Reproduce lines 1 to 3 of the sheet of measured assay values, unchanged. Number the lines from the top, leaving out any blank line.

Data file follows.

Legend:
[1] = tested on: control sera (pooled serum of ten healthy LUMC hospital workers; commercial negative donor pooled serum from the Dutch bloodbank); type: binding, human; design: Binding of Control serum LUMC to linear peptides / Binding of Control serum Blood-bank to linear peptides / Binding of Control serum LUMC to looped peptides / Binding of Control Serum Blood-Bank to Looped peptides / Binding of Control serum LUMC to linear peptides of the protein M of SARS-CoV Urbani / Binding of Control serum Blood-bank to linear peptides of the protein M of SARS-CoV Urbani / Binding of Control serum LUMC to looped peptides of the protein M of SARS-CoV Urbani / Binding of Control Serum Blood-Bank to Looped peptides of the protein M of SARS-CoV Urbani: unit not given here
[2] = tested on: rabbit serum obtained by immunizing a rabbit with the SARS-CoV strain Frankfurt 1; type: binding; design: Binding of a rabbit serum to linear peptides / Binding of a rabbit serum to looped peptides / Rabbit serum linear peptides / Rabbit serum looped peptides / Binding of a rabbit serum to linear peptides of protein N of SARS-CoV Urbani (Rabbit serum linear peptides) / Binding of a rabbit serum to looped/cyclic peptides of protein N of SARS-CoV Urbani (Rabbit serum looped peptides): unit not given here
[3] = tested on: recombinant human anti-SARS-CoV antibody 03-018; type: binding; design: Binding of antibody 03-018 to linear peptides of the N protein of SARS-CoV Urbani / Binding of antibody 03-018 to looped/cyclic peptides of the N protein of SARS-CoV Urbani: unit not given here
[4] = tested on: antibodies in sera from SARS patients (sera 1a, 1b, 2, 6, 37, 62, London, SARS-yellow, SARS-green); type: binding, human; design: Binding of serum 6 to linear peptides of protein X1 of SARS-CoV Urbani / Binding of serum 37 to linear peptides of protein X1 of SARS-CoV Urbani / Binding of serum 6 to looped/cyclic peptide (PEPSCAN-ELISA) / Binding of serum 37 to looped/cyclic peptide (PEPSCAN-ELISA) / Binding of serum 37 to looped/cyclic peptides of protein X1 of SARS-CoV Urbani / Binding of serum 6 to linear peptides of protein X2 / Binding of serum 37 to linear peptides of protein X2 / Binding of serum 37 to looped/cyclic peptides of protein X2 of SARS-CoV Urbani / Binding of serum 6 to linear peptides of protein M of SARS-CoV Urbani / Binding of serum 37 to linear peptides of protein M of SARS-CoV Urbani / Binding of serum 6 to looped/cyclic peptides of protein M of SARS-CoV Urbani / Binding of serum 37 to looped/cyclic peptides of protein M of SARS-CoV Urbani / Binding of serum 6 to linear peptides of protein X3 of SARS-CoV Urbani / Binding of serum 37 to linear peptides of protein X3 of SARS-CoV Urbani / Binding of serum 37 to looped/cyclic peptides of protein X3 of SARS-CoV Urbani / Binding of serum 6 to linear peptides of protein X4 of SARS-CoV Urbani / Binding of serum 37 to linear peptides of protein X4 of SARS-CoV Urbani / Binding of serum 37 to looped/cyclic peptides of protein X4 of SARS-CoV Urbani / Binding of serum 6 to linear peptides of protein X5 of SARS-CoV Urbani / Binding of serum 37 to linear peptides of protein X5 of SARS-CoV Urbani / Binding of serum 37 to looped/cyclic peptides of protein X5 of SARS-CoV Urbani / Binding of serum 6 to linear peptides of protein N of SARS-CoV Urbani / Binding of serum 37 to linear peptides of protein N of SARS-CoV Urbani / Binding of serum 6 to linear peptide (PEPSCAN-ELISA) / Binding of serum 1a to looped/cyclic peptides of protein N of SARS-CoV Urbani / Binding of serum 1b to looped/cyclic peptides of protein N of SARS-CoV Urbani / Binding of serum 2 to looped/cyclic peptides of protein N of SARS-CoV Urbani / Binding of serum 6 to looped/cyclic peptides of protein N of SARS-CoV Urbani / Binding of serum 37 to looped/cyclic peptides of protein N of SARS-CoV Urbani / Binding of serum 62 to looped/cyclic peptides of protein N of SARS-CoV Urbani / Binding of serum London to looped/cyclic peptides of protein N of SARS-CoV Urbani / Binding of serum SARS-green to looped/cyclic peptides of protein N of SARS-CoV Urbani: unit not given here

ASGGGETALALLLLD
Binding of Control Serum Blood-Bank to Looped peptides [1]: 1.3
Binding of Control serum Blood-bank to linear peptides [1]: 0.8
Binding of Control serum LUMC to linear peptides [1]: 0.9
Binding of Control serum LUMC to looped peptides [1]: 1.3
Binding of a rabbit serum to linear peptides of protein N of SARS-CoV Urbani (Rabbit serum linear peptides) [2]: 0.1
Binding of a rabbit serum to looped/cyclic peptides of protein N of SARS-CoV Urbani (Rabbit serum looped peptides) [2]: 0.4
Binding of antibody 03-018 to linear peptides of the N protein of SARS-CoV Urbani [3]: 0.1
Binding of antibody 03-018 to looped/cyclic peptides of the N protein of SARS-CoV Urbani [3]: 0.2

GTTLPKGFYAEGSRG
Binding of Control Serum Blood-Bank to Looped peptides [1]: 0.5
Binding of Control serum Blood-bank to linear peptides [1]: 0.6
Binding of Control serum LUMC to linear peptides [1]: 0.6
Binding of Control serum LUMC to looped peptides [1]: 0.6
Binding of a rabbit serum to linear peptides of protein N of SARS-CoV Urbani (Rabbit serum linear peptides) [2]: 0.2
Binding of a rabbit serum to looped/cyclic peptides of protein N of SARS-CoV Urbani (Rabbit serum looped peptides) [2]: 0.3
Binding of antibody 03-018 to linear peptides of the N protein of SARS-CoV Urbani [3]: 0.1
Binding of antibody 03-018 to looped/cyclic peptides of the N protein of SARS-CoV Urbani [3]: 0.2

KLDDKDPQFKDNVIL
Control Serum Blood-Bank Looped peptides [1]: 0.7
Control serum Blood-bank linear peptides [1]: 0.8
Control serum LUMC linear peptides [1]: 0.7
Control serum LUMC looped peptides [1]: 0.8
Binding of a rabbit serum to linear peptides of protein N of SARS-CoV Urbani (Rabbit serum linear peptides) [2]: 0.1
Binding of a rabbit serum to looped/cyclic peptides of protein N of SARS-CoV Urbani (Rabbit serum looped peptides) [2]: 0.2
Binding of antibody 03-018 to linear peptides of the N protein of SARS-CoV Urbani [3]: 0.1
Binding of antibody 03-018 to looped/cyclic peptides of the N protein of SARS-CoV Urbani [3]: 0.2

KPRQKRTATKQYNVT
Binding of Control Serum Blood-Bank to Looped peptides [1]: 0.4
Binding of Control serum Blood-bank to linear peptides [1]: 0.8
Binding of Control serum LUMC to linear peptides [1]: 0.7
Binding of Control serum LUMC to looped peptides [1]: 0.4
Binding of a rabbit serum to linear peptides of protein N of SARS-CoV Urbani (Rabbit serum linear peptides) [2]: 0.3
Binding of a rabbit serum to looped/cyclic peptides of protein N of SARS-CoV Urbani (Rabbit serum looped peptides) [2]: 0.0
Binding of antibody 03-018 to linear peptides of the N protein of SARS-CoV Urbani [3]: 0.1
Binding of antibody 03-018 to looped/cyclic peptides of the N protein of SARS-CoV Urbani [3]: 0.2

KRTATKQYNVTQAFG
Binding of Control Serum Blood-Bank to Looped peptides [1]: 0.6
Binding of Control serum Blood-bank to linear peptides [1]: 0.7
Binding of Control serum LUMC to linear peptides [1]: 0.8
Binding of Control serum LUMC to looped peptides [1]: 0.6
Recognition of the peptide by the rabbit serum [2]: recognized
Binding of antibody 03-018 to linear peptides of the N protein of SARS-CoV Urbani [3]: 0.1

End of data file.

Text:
Legend:
[1] = tested on: control sera (pooled serum of ten healthy LUMC hospital workers; commercial negative donor pooled serum from the Dutch bloodbank); type: binding, human; design: Binding of Control serum LUMC to linear peptides / Binding of Control serum Blood-bank to linear peptides / Binding of Control serum LUMC to looped peptides / Binding of Control Serum Blood-Bank to Looped peptides / Binding of Control serum LUMC to linear peptides of the protein M of SARS-CoV Urbani / Binding of Control serum Blood-bank to linear peptides of the protein M of SARS-CoV Urbani / Binding of Control serum LUMC to looped peptides of the protein M of SARS-CoV Urbani / Binding of Control Serum Blood-Bank to Looped peptides of the protein M of SARS-CoV Urbani: unit not given here
[2] = tested on: rabbit serum obtained by immunizing a rabbit with the SARS-CoV strain Frankfurt 1; type: binding; design: Binding of a rabbit serum to linear peptides / Binding of a rabbit serum to looped peptides / Rabbit serum linear peptides / Rabbit serum looped peptides / Binding of a rabbit serum to linear peptides of protein N of SARS-CoV Urbani (Rabbit serum linear peptides) / Binding of a rabbit serum to looped/cyclic peptides of protein N of SARS-CoV Urbani (Rabbit serum looped peptides): unit not given here